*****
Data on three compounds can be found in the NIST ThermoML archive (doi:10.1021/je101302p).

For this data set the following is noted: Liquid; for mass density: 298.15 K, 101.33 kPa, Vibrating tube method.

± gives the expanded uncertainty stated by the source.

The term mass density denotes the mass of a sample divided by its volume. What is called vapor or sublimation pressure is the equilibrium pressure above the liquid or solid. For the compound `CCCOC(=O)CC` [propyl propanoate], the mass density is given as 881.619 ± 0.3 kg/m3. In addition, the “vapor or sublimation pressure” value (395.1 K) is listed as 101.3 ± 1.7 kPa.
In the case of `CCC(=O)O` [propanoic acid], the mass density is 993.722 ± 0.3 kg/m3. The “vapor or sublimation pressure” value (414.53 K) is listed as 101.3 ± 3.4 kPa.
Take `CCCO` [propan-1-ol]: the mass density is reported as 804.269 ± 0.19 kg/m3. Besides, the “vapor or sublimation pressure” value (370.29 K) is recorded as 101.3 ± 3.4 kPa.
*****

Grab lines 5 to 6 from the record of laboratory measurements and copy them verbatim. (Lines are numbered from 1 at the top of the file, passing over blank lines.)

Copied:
In the case of `CCC(=O)O` [propanoic acid], the mass density is 993.722 ± 0.3 kg/m3. The “vapor or sublimation pressure” value (414.53 K) is listed as 101.3 ± 3.4 kPa.
Take `CCCO` [propan-1-ol]: the mass density is reported as 804.269 ± 0.19 kg/m3. Besides, the “vapor or sublimation pressure” value (370.29 K) is recorded as 101.3 ± 3.4 kPa.